Escondido, CA

Reflections upon a strange couple of decades



“For last year’s words belong to last year’s language, and next year’s words await another voice.”  — T.S. Eliot

The 21st Century is only a couple of decades old, but already it’s acting middle-aged and cranky. Although, on reflection, that could just be me.

Recently someone reminded me that walking is an act of controlled falling, which could just as easily be a metaphor for life itself. As soon as the walking part ceases to be controlled, well, that’s when we start on our inevitable fall.

So, come fall with me as I mention a few things I’ve noticed about the first two decades of the millennium.

No more spooning

Where have all the spoons gone in restaurants?  I was having breakfast at an excellent restaurant in Escondido over the weekend and, once again, I noticed that they didn’t bring a spoon, and that I once again had to ask for one. Please, someone who is a restaurant owner, or who works at a restaurant,  explain to me why restaurants hide their spoons the way innkeepers hide their teenage daughters when outlaw bikers arrive for dinner?

And another thing! Restaurants promote self-service as though this was an amenity rather than an imposition. Hey, customers, here’s an added value when you come in for breakfast or dinner. You get to get your own coffee and bus your own dishes. And don’t forget the tip!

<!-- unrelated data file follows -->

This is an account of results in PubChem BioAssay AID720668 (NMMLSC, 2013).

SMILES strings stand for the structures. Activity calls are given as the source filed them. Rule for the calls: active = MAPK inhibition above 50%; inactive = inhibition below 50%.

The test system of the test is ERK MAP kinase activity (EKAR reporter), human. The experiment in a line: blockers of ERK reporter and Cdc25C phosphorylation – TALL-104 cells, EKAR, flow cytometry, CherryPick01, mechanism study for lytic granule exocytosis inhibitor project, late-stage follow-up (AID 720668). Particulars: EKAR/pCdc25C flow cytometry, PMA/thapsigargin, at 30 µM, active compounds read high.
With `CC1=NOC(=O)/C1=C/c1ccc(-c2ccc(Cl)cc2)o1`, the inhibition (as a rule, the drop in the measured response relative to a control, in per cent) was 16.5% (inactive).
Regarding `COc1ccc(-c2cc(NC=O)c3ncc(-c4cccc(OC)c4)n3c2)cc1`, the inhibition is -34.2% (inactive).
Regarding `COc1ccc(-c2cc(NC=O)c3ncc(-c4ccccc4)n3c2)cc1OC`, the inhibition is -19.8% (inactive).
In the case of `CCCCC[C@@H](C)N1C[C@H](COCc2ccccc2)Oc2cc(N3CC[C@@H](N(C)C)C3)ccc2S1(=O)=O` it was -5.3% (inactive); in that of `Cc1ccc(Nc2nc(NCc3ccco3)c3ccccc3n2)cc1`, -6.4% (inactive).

I know why they do it, of course. California’s rising minimum wage requirements mean that service industries are required to cut back on staff, so if the customers can be persuaded to get their own coffee—and they will accept that it’s part of the ambience, they can afford to stay in business.

In the next decade I expect to see restaurants where, if you want to wash dishes and scrub tables, you can eat a great meal! You get an even bigger discount if you help do prep work. Maybe you’ll be able to pay for the pleasure of cooking your own food, too. Oh wait, someone already does that. It’s called Mongolian barbecue.

Life Under the iPhones